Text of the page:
The IFO’s revenue forecast does not include more than $13 billion in federal funds from the most recent round of federal stimulus funding, with approximately $7 billion allocated directly to the state and the remaining funds to local governments. This funding has yet to be appropriated and will likely be considered during commonwealth budget conversations. Another pandemic impact that will have uncertain effects on future budgets is employment, noting Pennsylvania is still has about 400,000 jobs than pre-pandemic.      

The IFO's official revenue estimate will be released by June 20. The full initial estimate can be found on the IFO

Additionally, the 2021-2022 fiscal year begins July 1. House Appropriations Committee chairman Stan Saylor (R-York) has offered
HB 935 as a vehicle for the FY 2021-2022 budget; although the bill has seen some procedural movement in the House, no formal legislative budget proposals have yet been introduced. The House and Senate return to session the week of June 7.






On May 26, Bradford County commissioner Daryl Miller
testified before the House Local Government Committee in support of HB 955, sponsored by Rep. Jason Ortitay (R-Allegheny), which would give local governments a menu of flexible options to comply with their current requirements to advertise and provide public notice in a physically printed newspaper under the Pennsylvania Sunshine Act.

House Bill 955 would modernize advertising requirements for public meetings and other required notices by providing options for electronic advertising, which is critical at a time when printed newspapers have become less accessible due to considerable reduction in, or even elimination of, print publishing, as well as increasing advertising costs. In addition to efficiency of advertising and increased immediate access to online advertisements by constituents, the options available under HB 955 provide much needed cost savings to local governments' already tight budgets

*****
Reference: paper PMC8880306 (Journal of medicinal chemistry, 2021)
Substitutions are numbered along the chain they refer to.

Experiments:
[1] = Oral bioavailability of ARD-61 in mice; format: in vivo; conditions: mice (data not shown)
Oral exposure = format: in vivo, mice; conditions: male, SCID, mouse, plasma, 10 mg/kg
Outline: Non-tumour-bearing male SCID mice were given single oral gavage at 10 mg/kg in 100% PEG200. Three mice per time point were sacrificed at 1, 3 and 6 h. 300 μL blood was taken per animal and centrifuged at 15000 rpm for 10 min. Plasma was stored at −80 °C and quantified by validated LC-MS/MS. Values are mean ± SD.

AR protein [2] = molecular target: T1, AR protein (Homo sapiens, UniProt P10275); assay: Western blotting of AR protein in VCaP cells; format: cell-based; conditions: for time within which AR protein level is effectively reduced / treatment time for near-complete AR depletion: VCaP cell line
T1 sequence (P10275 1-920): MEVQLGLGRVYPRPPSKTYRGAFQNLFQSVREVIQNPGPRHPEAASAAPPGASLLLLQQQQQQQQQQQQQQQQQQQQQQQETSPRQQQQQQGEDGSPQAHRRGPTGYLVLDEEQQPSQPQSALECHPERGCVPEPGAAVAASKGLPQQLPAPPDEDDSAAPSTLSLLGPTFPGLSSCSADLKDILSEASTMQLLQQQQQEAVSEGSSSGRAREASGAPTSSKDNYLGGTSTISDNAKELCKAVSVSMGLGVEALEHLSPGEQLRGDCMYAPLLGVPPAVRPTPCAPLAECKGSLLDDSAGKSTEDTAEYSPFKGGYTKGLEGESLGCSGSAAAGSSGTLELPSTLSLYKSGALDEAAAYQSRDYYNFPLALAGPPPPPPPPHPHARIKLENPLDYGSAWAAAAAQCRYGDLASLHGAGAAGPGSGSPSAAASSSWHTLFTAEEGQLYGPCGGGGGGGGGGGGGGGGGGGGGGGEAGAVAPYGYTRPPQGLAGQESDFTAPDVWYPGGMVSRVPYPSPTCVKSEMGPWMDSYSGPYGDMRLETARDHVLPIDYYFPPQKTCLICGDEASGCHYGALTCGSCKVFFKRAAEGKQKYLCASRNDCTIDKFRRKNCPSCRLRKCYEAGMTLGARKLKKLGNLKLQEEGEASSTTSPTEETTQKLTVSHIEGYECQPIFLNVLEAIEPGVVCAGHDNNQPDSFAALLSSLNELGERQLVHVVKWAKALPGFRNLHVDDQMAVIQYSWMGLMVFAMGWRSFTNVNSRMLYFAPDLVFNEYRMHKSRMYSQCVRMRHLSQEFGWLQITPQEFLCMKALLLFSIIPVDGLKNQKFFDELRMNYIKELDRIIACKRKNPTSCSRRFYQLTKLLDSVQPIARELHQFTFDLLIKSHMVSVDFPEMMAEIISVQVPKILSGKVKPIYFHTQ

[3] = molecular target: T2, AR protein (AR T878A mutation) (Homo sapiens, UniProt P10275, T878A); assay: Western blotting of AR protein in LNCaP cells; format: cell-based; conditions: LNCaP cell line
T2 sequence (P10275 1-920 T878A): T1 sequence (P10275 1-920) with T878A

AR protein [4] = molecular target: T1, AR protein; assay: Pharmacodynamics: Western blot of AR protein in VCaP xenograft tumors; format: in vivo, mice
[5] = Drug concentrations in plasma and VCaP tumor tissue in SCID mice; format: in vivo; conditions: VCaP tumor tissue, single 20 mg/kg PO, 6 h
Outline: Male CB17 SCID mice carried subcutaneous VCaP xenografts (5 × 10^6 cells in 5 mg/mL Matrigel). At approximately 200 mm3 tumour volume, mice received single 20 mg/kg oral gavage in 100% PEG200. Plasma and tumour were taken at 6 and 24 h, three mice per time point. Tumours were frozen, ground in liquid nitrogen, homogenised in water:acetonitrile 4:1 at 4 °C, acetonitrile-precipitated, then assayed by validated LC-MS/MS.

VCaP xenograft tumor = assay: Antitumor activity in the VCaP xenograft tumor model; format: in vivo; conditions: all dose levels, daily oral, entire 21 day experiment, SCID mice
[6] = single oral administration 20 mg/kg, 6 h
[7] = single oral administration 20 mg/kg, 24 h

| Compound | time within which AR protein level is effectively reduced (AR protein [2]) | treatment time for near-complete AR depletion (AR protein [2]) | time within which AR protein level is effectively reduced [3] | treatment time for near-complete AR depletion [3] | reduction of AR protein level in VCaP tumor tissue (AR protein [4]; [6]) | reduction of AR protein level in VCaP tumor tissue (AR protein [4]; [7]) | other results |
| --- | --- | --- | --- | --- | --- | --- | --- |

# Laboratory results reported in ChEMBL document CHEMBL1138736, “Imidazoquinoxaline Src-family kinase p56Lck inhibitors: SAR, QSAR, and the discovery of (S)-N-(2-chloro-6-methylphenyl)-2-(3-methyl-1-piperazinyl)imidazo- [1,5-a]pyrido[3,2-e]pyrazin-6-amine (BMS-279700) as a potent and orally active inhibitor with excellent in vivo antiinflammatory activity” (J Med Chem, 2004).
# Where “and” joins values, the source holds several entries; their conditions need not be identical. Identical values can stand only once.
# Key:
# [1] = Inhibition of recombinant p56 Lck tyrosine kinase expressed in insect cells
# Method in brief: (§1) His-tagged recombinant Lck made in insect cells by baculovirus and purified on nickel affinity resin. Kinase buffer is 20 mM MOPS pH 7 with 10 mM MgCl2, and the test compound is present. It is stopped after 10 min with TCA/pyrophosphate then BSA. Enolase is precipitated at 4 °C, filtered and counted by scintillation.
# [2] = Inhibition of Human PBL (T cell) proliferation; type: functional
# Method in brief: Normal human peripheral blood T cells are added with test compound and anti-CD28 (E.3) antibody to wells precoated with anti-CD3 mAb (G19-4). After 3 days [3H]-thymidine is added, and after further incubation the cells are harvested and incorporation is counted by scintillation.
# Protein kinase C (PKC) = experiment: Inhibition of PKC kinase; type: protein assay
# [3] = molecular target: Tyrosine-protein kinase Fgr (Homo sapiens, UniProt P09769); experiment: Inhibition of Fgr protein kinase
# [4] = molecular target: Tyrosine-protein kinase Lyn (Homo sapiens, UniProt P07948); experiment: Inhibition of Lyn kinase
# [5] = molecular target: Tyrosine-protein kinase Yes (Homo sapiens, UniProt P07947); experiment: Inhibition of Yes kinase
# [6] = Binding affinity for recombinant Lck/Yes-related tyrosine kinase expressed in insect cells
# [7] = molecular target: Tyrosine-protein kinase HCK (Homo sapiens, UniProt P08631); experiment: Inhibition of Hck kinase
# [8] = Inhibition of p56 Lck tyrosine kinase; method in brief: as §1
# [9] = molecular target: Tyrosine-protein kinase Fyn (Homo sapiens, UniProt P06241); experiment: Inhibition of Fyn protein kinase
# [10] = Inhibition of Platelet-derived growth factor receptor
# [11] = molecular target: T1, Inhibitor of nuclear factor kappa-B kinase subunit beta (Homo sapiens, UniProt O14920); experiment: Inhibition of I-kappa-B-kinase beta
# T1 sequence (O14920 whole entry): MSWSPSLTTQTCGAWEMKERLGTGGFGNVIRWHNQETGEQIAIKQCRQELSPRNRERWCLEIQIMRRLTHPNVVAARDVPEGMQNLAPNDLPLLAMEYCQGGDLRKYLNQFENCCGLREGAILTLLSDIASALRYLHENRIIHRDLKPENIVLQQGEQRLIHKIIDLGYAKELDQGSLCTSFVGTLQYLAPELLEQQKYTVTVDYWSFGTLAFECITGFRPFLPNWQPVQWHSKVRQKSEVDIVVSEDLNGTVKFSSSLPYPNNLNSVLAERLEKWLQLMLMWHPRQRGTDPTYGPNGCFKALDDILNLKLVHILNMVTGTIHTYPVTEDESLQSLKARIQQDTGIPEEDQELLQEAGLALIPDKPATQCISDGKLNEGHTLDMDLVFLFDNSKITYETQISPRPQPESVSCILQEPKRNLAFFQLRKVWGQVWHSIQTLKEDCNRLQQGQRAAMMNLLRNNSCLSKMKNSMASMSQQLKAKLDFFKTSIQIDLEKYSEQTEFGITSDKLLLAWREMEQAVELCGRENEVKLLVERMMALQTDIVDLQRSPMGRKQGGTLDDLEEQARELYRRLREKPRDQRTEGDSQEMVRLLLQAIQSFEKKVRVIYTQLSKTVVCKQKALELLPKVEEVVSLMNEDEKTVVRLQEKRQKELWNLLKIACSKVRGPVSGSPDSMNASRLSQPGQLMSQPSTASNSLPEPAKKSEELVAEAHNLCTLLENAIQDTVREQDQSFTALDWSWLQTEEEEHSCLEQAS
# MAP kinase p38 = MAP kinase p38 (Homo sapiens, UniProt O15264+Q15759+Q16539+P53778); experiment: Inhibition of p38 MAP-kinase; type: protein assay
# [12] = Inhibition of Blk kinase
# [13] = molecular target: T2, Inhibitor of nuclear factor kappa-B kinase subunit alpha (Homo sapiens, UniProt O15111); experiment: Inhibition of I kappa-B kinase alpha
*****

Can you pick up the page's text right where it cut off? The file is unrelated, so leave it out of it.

Even more, the last year has showed us all how important online operations are to the ability of local governments to continue to offer transparency and accountability to their constituents. Counties saw an increase in the number of residents going online to access services, file documents, pay fees and so on, all items that have now become a regular matter of course in our everyday lives. Counties were already using electronic communication, such as websites, email and social media, to reach their residents because they have found it to be an effective way to provide information and be transparent about county government. House Bill 955 would assist counties with continuing the practice of reaching constituents electronically in a way that is efficient and effective.






On May 27, CCAP’s Keith Wentz, Risk Management and Underwriting Manager,
testified before the House Labor and Industry Committee Workers’ Compensation and Worker Protection Subcommittee on public worker safety data.